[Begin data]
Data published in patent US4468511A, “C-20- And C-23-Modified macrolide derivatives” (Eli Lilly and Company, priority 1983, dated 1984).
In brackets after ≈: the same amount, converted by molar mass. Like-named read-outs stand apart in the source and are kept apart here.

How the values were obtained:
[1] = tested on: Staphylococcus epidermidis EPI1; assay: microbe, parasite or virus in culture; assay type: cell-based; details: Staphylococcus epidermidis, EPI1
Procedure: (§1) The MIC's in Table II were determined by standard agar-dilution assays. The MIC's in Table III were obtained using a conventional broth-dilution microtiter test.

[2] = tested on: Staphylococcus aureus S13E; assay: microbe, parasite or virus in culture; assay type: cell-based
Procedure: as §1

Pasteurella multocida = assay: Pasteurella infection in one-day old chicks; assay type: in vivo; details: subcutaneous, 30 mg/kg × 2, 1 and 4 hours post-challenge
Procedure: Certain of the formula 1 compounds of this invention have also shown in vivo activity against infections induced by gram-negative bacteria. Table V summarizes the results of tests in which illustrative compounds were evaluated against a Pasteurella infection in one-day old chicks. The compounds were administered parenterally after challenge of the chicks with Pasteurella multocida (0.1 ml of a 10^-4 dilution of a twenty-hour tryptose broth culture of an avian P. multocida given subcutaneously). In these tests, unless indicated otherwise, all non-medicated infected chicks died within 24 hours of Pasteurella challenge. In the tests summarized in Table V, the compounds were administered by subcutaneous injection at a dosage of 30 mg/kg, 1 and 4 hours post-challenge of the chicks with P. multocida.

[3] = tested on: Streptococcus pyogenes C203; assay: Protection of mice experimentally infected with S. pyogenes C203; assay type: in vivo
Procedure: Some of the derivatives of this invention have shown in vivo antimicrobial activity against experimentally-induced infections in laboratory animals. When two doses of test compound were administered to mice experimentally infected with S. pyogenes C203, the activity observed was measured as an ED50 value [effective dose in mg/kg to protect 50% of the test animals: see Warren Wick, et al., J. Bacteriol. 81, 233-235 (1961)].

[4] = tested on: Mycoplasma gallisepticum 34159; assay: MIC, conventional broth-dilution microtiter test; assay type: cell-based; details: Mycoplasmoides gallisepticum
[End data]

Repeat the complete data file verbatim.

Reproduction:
Data published in patent US4468511A, “C-20- And C-23-Modified macrolide derivatives” (Eli Lilly and Company, priority 1983, dated 1984).
In brackets after ≈: the same amount, converted by molar mass. Like-named read-outs stand apart in the source and are kept apart here.

How the values were obtained:
[1] = tested on: Staphylococcus epidermidis EPI1; assay: microbe, parasite or virus in culture; assay type: cell-based; details: Staphylococcus epidermidis, EPI1
Procedure: (§1) The MIC's in Table II were determined by standard agar-dilution assays. The MIC's in Table III were obtained using a conventional broth-dilution microtiter test.

[2] = tested on: Staphylococcus aureus S13E; assay: microbe, parasite or virus in culture; assay type: cell-based
Procedure: as §1

Pasteurella multocida = assay: Pasteurella infection in one-day old chicks; assay type: in vivo; details: subcutaneous, 30 mg/kg × 2, 1 and 4 hours post-challenge
Procedure: Certain of the formula 1 compounds of this invention have also shown in vivo activity against infections induced by gram-negative bacteria. Table V summarizes the results of tests in which illustrative compounds were evaluated against a Pasteurella infection in one-day old chicks. The compounds were administered parenterally after challenge of the chicks with Pasteurella multocida (0.1 ml of a 10^-4 dilution of a twenty-hour tryptose broth culture of an avian P. multocida given subcutaneously). In these tests, unless indicated otherwise, all non-medicated infected chicks died within 24 hours of Pasteurella challenge. In the tests summarized in Table V, the compounds were administered by subcutaneous injection at a dosage of 30 mg/kg, 1 and 4 hours post-challenge of the chicks with P. multocida.

[3] = tested on: Streptococcus pyogenes C203; assay: Protection of mice experimentally infected with S. pyogenes C203; assay type: in vivo
Procedure: Some of the derivatives of this invention have shown in vivo antimicrobial activity against experimentally-induced infections in laboratory animals. When two doses of test compound were administered to mice experimentally infected with S. pyogenes C203, the activity observed was measured as an ED50 value [effective dose in mg/kg to protect 50% of the test animals: see Warren Wick, et al., J. Bacteriol. 81, 233-235 (1961)].

[4] = tested on: Mycoplasma gallisepticum 34159; assay: MIC, conventional broth-dilution microtiter test; assay type: cell-based; details: Mycoplasmoides gallisepticum